What Does High-Speed Rail Accomplish?

Posted: Jan 25, 2011 11:13 PM
In his State of the Union address, President Obama called for  building an accessible high-speed rail.
"Within 25 years, our goal is to give 80% of Americans access to high-speed rail, which could allow you go places in half the time it takes to travel by car. For some trips, it will be faster than flying - without the pat-down. As we speak, routes in California and the Midwest are already underway."
Who is going to use it? As Randal O'Toole points out, it will be a slightly faster version of Amtrak. Some people might use it instead of flying, but it won't take cars off the road or make transportation more accessible to poor people. It will do tangible damage to the environment, however.

High speed rail, the president notes, is also supposed to create jobs. This reminds me of Milton Friedman's comments on government 'job creation':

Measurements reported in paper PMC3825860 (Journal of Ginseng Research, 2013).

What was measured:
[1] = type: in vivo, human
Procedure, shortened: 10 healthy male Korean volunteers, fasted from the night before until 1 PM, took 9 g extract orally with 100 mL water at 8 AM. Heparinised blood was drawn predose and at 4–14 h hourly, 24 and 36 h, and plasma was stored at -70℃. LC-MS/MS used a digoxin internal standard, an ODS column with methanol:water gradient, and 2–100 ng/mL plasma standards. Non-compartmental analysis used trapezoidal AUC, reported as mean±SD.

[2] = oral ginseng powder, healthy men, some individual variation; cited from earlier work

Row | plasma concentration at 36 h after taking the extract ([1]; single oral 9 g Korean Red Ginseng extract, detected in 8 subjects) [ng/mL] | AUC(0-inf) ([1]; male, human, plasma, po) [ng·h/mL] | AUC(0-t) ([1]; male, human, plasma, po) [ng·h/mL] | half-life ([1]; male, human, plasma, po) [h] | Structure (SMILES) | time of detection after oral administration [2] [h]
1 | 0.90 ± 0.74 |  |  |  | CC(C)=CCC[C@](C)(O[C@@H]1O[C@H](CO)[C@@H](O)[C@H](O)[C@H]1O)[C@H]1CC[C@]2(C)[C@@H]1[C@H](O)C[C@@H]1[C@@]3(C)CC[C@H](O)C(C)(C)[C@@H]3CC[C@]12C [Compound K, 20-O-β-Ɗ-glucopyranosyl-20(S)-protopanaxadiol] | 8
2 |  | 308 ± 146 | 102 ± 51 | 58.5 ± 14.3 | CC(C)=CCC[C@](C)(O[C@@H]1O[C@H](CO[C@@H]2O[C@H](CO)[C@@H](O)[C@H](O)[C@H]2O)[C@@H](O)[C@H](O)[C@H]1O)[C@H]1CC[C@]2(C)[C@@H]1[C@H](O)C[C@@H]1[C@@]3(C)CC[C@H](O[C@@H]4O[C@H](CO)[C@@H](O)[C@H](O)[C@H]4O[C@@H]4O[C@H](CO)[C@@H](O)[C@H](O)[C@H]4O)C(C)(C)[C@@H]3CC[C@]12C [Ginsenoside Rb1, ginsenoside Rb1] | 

"At one of our dinners, Milton recalled traveling to an Asian country in the 1960s and visiting a worksite where a new canal was being built. He was shocked to see that, instead of modern tractors and earth movers, the workers had shovels. He asked why there were so few machines. The government bureaucrat explained: 'You don't understand. This is a jobs program.' To which Milton replied: 'Oh, I thought you were trying to build a canal. If it's jobs you want, then you should give these workers spoons, not shovels.'"
It would be more productive to dig holes and then fill them in again.